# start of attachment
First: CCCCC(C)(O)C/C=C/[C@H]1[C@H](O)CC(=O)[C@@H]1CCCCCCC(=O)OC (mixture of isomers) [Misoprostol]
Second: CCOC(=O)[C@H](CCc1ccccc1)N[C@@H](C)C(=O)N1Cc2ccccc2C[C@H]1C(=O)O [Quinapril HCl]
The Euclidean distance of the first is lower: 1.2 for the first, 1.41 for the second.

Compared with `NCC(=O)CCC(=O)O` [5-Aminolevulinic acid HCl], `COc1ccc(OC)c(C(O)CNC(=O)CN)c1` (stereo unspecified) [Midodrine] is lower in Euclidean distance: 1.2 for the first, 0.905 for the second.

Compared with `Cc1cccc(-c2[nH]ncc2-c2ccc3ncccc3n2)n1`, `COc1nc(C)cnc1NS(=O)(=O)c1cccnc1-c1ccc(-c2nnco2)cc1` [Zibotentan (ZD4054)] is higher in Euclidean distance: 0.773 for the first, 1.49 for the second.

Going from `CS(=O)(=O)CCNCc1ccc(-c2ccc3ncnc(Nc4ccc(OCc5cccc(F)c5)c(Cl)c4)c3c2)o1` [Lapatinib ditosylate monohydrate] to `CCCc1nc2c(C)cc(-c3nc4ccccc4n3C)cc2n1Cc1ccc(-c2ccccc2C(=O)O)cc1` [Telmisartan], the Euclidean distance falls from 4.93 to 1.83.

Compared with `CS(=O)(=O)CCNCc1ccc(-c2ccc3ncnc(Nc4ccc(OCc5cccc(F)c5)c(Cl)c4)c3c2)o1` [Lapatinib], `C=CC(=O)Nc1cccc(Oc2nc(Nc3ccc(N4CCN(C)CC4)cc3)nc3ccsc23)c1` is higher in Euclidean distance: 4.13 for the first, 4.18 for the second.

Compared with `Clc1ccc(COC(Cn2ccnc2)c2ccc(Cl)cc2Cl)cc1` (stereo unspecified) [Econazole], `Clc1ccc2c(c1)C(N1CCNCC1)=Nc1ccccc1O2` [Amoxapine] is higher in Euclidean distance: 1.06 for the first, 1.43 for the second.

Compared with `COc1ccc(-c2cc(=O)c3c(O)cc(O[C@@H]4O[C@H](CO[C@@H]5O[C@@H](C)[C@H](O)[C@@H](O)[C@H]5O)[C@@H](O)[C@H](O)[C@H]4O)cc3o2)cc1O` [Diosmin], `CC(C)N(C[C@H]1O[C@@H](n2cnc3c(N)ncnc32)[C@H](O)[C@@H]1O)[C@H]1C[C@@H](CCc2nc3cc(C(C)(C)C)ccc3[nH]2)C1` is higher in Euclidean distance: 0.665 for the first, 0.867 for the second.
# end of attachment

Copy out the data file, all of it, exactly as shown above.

First: CCCCC(C)(O)C/C=C/[C@H]1[C@H](O)CC(=O)[C@@H]1CCCCCCC(=O)OC (mixture of isomers) [Misoprostol]
Second: CCOC(=O)[C@H](CCc1ccccc1)N[C@@H](C)C(=O)N1Cc2ccccc2C[C@H]1C(=O)O [Quinapril HCl]
The Euclidean distance of the first is lower: 1.2 for the first, 1.41 for the second.

Compared with `NCC(=O)CCC(=O)O` [5-Aminolevulinic acid HCl], `COc1ccc(OC)c(C(O)CNC(=O)CN)c1` (stereo unspecified) [Midodrine] is lower in Euclidean distance: 1.2 for the first, 0.905 for the second.

Compared with `Cc1cccc(-c2[nH]ncc2-c2ccc3ncccc3n2)n1`, `COc1nc(C)cnc1NS(=O)(=O)c1cccnc1-c1ccc(-c2nnco2)cc1` [Zibotentan (ZD4054)] is higher in Euclidean distance: 0.773 for the first, 1.49 for the second.

Going from `CS(=O)(=O)CCNCc1ccc(-c2ccc3ncnc(Nc4ccc(OCc5cccc(F)c5)c(Cl)c4)c3c2)o1` [Lapatinib ditosylate monohydrate] to `CCCc1nc2c(C)cc(-c3nc4ccccc4n3C)cc2n1Cc1ccc(-c2ccccc2C(=O)O)cc1` [Telmisartan], the Euclidean distance falls from 4.93 to 1.83.

Compared with `CS(=O)(=O)CCNCc1ccc(-c2ccc3ncnc(Nc4ccc(OCc5cccc(F)c5)c(Cl)c4)c3c2)o1` [Lapatinib], `C=CC(=O)Nc1cccc(Oc2nc(Nc3ccc(N4CCN(C)CC4)cc3)nc3ccsc23)c1` is higher in Euclidean distance: 4.13 for the first, 4.18 for the second.

Compared with `Clc1ccc(COC(Cn2ccnc2)c2ccc(Cl)cc2Cl)cc1` (stereo unspecified) [Econazole], `Clc1ccc2c(c1)C(N1CCNCC1)=Nc1ccccc1O2` [Amoxapine] is higher in Euclidean distance: 1.06 for the first, 1.43 for the second.

Compared with `COc1ccc(-c2cc(=O)c3c(O)cc(O[C@@H]4O[C@H](CO[C@@H]5O[C@@H](C)[C@H](O)[C@@H](O)[C@H]5O)[C@@H](O)[C@H](O)[C@H]4O)cc3o2)cc1O` [Diosmin], `CC(C)N(C[C@H]1O[C@@H](n2cnc3c(N)ncnc32)[C@H](O)[C@@H]1O)[C@H]1C[C@@H](CCc2nc3cc(C(C)(C)C)ccc3[nH]2)C1` is higher in Euclidean distance: 0.665 for the first, 0.867 for the second.